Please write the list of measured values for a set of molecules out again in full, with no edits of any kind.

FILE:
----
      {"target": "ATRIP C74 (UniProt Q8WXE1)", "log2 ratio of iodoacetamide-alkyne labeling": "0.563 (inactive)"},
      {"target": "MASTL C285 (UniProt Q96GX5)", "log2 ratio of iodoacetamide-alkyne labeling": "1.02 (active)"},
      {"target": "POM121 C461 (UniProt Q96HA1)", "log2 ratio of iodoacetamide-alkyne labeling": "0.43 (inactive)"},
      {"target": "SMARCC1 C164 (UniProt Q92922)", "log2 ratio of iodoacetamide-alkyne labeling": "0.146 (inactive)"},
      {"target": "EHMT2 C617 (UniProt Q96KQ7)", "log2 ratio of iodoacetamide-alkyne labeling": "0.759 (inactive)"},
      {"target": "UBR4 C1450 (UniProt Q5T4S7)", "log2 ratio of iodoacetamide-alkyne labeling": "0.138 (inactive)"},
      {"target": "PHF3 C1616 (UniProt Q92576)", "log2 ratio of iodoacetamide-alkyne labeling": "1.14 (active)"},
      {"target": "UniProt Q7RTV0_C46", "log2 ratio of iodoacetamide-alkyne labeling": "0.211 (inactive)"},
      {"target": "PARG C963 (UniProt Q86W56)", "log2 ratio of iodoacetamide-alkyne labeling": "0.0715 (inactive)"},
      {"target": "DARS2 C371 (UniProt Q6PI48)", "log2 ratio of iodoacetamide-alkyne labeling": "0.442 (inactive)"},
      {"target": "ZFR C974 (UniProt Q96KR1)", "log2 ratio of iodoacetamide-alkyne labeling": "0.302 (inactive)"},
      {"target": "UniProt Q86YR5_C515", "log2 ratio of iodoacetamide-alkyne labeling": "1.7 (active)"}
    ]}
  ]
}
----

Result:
      {"target": "ATRIP C74 (UniProt Q8WXE1)", "log2 ratio of iodoacetamide-alkyne labeling": "0.563 (inactive)"},
      {"target": "MASTL C285 (UniProt Q96GX5)", "log2 ratio of iodoacetamide-alkyne labeling": "1.02 (active)"},
      {"target": "POM121 C461 (UniProt Q96HA1)", "log2 ratio of iodoacetamide-alkyne labeling": "0.43 (inactive)"},
      {"target": "SMARCC1 C164 (UniProt Q92922)", "log2 ratio of iodoacetamide-alkyne labeling": "0.146 (inactive)"},
      {"target": "EHMT2 C617 (UniProt Q96KQ7)", "log2 ratio of iodoacetamide-alkyne labeling": "0.759 (inactive)"},
      {"target": "UBR4 C1450 (UniProt Q5T4S7)", "log2 ratio of iodoacetamide-alkyne labeling": "0.138 (inactive)"},
      {"target": "PHF3 C1616 (UniProt Q92576)", "log2 ratio of iodoacetamide-alkyne labeling": "1.14 (active)"},
      {"target": "UniProt Q7RTV0_C46", "log2 ratio of iodoacetamide-alkyne labeling": "0.211 (inactive)"},
      {"target": "PARG C963 (UniProt Q86W56)", "log2 ratio of iodoacetamide-alkyne labeling": "0.0715 (inactive)"},
      {"target": "DARS2 C371 (UniProt Q6PI48)", "log2 ratio of iodoacetamide-alkyne labeling": "0.442 (inactive)"},
      {"target": "ZFR C974 (UniProt Q96KR1)", "log2 ratio of iodoacetamide-alkyne labeling": "0.302 (inactive)"},
      {"target": "UniProt Q86YR5_C515", "log2 ratio of iodoacetamide-alkyne labeling": "1.7 (active)"}
    ]}
  ]
}